Sunday, September 19, 2010

Facebook and the Libertarian Party

I missed this earlier, so it's a bit late but I wanted to point it out because I think it's important. The below image, evidently caused issues for Facebook. This I find ironic considering the amount of tripe Facebook lets on there, especially those scam deals where you will get a laptop free, etc., etc.

WASHINGTON - The Libertarian Party (LP) is protesting the decision by Facebook to refuse advertisements that advocate for the legalization of marijuana.

The LP had been running a highly successful Facebook ad to express its support of marijuana legalization, but Facebook banned the ad about a week after accepting it.

In a July 23 email to the LP, a Facebook rep wrote, "We do not allow ads for marijuana or political ads for the promotion of marijuana."

The LP asserts that its ad is not intended to promote marijuana itself, but rather to take a position on the high-profile political question of legalizing marijuana. The issue is particularly relevant now, as a major marijuana legalization measure (Proposition 19) will be on the ballot in California this November.

Wes Benedict, Executive Director of the LP, commented, "Whether or not the folks at Facebook like marijuana, we think they should end their ridiculous censorship of our ad, which expresses the Libertarian position on a political issue of interest to many people."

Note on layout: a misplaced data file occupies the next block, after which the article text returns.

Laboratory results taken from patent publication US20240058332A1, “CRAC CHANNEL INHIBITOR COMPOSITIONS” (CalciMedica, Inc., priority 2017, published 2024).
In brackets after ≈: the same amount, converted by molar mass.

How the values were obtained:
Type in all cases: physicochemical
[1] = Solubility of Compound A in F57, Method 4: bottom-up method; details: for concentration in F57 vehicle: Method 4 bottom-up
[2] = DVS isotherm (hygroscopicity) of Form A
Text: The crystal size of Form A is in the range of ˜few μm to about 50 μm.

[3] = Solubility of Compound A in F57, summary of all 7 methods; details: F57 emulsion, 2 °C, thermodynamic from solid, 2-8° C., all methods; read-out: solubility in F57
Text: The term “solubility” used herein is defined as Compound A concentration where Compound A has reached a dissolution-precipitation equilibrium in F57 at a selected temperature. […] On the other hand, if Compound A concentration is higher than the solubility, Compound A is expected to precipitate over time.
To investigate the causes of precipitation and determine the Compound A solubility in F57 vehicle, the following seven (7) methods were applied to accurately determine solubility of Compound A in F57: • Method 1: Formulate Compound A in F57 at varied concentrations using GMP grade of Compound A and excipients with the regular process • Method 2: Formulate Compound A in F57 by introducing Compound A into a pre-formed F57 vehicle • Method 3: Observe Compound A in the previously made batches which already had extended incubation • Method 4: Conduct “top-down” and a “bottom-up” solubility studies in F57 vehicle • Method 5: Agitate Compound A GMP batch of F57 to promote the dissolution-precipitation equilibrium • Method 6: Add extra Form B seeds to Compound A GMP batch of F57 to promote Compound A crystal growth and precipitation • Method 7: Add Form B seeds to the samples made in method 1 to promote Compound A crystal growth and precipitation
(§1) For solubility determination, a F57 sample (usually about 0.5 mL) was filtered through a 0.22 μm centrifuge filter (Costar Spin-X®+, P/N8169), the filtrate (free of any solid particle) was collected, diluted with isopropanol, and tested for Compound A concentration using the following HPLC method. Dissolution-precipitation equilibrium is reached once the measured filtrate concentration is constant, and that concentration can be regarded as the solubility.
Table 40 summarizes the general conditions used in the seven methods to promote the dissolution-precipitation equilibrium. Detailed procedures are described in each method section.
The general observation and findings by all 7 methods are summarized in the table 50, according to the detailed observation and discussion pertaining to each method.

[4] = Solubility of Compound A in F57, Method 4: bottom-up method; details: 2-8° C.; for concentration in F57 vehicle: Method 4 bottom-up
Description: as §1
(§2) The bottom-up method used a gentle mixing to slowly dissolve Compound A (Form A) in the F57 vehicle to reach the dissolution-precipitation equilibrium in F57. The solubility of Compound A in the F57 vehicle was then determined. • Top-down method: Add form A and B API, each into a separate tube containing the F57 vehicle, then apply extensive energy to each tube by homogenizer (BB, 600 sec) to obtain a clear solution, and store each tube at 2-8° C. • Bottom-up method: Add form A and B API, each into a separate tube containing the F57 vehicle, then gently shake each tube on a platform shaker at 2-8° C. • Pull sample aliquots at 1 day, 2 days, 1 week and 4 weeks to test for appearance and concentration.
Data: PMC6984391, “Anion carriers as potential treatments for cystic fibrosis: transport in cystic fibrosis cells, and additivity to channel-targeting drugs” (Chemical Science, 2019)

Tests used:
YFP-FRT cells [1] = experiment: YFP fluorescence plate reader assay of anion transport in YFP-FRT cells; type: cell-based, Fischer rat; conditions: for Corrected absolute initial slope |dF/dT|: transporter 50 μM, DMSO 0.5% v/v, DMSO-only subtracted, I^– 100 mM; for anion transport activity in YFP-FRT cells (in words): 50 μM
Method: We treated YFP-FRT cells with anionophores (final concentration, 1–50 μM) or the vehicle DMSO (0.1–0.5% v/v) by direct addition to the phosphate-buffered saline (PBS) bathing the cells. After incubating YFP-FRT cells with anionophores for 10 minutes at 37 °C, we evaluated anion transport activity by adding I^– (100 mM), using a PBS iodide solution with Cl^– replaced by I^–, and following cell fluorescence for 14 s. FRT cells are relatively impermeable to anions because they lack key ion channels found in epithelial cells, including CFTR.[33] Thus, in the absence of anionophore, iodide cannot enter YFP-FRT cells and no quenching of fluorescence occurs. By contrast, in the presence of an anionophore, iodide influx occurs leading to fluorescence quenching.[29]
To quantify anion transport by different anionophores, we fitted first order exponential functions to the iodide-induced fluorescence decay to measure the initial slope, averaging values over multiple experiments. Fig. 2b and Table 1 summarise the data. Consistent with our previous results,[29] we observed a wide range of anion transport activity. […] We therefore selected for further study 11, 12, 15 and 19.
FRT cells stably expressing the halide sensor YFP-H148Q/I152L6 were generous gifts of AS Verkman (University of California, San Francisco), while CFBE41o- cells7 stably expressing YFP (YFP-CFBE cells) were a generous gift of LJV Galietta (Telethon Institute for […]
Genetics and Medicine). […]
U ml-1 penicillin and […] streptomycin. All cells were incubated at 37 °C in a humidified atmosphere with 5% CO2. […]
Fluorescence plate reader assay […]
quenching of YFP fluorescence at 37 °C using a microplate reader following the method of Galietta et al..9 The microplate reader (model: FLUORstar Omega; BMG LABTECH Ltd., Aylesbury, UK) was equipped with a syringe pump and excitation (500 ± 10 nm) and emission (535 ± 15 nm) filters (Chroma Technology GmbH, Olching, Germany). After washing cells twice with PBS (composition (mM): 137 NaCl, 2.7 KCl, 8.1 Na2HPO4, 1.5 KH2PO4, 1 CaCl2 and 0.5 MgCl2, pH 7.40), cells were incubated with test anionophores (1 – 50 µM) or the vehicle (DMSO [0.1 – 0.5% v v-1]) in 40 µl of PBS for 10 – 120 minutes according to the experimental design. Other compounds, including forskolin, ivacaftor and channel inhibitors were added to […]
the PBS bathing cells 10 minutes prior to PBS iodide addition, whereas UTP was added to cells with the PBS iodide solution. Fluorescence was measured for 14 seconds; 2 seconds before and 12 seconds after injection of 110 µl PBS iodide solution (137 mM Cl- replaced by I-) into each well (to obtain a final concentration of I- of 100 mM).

Benedict continued, "We recognize Facebook's right to control their content and censor whoever they want. But we're also exercising our First Amendment right to complain about their bad decision, and to alert other consumers to put pressure on them."

On July 15, Facebook notified the LP that it had accepted the ad. Then, on July 22, Facebook revoked its approval, stating that "The image of this ad is either irrelevant or inappropriate."

Recently, the LP learned that Facebook revoked approval of similar ads from other groups, including Just Say Now and the District of Columbia Patients' Cooperative, claiming that their ads violated Facebook's ban on images of "smoking products." The LP notes that Facebook's ad guidelines prohibit "advertisements promoting tobacco products," but that the Libertarian ad does not promote the product itself, and that it is not a tobacco product.

Kyle Hartz, the LP's Development & New Media Assistant, said, "Our ad is targeted to people who have indicated that they are interested in the issue of marijuana legalization. It's bizarre that Facebook won't allow us to advertise to the very people who support what we are advocating."


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